Not just another birthday, December 2 — Pianist and composer Muhal Richard Abrams, the determinedly self-effacing leader-by-example since 1965 of the AACM (Association for the Advancement of Creative Musicians) which has produced more innovative artists than any other grass-roots organization in American history (name me a rival), convened two unclassifiable ensembles to celebrate his 80th year at Roulette. Percussionist Adam Rudolph and electronic synth real-time improviser Tom Hamilton performed first with Muhal; singer Jay Clayton, reedsman Marty Ehrlich on bass clarinet and Brad Jones, bass, thereafter — two very different sets, only hinting at Muhal’s breadth and depths, yet the audience was satisfied (and it included the cream of NYC’s maverick music makers; Phill Niblock, Tania Leon, Ned Rothenberg, Amina Claudine Myers, Reggie Nicholson, oh too many & various to name all.


Ok — music you can still hear, in its fixed form:


Greg Lewis, Organ Monk — Many jazzers are paying due tribute to Monk’s music but Lewis’ versions for swirling Hammond B-3, in trio with tart guitarist Ron Jackson and slamming drummer Cindy Blackman, genuinely refresh the iconic tunes without undue reverence or  pretense.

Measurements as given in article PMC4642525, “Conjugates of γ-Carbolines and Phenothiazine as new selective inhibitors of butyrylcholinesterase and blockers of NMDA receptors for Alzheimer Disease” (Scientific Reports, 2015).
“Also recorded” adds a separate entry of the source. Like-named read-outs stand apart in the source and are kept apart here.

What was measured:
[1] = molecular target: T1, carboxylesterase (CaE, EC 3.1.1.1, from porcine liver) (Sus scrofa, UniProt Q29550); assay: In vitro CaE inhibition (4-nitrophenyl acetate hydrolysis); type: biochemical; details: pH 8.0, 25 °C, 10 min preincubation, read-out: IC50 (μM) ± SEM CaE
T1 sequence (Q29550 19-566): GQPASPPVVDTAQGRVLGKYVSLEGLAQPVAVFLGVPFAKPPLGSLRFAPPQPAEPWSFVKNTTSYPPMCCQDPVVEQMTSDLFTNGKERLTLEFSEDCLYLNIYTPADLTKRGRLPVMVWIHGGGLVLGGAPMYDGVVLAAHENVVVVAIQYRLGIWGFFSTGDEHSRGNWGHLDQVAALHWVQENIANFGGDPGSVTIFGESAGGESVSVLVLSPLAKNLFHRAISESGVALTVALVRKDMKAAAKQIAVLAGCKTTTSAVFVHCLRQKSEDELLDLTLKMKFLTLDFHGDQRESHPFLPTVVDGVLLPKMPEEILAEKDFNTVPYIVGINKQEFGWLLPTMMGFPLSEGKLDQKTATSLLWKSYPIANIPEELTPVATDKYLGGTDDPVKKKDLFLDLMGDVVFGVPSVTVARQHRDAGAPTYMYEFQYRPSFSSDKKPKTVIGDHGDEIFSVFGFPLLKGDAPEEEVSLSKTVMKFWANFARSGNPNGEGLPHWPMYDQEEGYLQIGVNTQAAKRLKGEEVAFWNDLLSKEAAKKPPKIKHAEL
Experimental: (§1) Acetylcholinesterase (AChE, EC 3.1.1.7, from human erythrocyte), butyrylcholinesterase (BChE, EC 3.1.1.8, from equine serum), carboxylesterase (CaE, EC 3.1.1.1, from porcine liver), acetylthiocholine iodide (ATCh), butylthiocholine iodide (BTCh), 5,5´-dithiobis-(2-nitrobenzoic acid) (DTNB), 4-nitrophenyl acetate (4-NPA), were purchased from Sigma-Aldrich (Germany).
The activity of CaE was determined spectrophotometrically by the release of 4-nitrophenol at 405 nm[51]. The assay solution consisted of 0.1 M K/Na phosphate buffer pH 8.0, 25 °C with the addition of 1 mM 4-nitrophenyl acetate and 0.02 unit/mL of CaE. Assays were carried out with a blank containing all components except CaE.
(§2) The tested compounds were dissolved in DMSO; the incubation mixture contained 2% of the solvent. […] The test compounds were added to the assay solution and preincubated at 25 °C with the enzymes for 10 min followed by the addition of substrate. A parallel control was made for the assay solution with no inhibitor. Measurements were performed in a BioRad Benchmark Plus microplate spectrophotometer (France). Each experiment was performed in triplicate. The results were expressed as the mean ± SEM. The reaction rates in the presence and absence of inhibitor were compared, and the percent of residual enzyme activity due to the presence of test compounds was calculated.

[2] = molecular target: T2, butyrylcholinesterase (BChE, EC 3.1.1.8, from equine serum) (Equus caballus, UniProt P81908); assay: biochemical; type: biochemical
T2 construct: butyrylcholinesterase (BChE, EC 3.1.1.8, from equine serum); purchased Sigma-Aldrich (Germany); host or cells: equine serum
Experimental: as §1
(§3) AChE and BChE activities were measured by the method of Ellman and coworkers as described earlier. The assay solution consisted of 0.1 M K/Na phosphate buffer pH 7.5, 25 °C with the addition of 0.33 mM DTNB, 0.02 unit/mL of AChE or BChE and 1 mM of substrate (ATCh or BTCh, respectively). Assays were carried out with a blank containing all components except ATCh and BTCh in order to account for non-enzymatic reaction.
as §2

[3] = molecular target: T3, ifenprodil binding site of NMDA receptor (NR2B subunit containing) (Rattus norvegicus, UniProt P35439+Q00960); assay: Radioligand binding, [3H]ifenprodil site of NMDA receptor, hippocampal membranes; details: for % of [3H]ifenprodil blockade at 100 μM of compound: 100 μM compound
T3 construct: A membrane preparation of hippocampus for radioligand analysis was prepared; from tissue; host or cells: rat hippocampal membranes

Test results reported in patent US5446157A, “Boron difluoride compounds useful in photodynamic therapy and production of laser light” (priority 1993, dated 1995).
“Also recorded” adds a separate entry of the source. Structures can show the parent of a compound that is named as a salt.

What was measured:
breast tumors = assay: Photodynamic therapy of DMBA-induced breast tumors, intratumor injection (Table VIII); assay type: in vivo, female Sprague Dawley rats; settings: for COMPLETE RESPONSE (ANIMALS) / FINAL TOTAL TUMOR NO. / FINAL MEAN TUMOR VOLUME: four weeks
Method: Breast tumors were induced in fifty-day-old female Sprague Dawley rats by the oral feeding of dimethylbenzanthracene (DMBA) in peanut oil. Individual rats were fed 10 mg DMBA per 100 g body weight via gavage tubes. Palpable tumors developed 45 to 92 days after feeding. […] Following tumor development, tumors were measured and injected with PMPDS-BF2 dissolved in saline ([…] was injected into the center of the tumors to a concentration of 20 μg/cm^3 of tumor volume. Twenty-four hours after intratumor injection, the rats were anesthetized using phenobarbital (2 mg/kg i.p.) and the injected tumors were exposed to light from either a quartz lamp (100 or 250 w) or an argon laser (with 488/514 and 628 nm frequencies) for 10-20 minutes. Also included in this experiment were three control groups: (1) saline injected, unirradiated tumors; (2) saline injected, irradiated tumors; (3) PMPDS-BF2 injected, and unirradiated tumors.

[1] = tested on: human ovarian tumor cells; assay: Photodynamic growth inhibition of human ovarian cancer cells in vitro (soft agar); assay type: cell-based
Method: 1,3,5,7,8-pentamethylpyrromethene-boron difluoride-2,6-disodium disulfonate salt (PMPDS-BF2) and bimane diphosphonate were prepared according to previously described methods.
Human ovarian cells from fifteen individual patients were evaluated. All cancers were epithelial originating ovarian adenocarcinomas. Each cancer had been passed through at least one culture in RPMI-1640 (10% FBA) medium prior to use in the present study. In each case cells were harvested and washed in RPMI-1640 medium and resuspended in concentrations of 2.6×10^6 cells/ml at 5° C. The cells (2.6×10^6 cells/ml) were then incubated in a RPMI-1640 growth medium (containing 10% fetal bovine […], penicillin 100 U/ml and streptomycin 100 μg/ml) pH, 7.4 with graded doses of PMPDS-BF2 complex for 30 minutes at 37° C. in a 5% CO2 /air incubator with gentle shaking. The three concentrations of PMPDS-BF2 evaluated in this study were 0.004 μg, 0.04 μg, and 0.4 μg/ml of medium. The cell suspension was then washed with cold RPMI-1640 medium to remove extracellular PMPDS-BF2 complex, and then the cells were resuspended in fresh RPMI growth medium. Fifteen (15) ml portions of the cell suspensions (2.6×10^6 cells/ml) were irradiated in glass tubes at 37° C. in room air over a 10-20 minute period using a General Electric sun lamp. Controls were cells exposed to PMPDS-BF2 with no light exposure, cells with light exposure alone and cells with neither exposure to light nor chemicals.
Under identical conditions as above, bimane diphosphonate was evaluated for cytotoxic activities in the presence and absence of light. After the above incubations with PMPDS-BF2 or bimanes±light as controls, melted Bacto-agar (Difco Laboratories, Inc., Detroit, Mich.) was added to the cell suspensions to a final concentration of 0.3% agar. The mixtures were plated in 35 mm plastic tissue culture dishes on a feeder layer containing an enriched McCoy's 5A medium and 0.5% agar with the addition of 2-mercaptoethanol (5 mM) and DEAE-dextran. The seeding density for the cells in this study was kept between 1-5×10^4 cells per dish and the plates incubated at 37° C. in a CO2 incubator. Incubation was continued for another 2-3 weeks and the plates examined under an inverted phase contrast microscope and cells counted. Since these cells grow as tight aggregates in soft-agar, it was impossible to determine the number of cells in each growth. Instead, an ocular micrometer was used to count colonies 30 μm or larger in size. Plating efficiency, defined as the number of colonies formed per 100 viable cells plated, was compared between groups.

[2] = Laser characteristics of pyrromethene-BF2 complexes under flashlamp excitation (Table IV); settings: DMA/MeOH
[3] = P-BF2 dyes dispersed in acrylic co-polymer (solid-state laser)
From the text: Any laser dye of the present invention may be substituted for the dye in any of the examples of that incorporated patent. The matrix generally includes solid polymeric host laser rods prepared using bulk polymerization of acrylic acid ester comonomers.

Henry Threadgill’s Zooid, This Brings
Us To, Vol
 2
Threadgill is a serious original, offering the canniest re-conception of composition for improvisation of at least a decade (his vivid ’76 – ’98 back-catalog was also reissued this year — dig Air, the Sextett, projects with Bill Laswell). Zooid is intensely interactive: T blows his every phrase intending to shape the course foregrounded by electric guitarist Liberty Ellman over tectonically shifting cello, tuba/trombone, electric bass, drums.